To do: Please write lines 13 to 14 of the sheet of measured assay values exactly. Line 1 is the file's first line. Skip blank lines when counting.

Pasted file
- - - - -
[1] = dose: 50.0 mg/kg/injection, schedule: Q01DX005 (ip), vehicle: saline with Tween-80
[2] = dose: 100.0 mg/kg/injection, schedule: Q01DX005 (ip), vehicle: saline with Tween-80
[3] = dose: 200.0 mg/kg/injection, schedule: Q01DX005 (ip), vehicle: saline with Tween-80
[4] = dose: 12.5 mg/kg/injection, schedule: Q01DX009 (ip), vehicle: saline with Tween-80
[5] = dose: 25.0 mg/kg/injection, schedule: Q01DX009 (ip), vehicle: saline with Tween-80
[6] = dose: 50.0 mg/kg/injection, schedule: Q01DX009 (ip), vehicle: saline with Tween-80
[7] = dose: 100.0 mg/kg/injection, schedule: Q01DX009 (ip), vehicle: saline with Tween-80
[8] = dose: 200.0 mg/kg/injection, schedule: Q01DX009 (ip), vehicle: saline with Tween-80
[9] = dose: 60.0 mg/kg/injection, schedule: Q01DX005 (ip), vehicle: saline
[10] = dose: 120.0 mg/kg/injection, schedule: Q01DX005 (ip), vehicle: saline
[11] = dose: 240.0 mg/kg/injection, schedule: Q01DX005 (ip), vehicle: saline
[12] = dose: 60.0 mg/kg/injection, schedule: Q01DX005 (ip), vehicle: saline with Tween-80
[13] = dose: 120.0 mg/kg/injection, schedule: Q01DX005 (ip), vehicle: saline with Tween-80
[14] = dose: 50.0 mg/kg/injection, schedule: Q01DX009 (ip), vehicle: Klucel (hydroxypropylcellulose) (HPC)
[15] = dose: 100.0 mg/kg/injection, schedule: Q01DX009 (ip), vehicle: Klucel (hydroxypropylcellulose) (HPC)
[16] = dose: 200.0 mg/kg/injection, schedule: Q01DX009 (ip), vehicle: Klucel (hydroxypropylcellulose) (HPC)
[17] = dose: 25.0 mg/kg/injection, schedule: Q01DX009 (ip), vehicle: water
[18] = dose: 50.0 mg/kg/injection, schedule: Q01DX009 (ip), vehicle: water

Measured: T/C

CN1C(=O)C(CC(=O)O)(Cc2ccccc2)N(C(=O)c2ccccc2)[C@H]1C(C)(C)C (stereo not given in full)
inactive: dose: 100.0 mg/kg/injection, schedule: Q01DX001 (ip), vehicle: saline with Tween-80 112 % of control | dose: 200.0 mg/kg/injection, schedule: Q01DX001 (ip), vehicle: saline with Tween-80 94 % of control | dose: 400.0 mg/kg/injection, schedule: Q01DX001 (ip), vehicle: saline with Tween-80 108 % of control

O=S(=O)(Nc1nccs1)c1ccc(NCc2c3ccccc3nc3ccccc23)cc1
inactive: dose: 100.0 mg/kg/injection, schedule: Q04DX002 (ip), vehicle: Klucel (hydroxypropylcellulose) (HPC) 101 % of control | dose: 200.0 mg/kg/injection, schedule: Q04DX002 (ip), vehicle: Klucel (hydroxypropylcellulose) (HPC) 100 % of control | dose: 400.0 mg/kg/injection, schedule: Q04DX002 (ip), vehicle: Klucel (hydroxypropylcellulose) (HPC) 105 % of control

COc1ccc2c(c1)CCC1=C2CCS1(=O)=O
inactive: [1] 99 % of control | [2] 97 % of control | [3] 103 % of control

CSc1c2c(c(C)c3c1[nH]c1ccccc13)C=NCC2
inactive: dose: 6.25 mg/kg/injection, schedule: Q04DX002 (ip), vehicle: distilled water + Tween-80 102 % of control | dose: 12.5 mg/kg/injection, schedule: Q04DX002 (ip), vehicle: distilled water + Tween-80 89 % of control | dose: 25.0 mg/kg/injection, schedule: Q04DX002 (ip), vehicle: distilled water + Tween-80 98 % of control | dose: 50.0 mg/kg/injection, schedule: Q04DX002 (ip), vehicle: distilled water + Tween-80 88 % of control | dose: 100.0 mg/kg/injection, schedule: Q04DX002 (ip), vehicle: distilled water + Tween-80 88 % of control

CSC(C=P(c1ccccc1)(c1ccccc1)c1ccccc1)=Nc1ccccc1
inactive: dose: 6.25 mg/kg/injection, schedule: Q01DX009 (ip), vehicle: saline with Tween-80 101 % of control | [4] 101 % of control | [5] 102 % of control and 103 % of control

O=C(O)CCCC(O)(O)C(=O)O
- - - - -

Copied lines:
[13] = dose: 120.0 mg/kg/injection, schedule: Q01DX005 (ip), vehicle: saline with Tween-80
[14] = dose: 50.0 mg/kg/injection, schedule: Q01DX009 (ip), vehicle: Klucel (hydroxypropylcellulose) (HPC)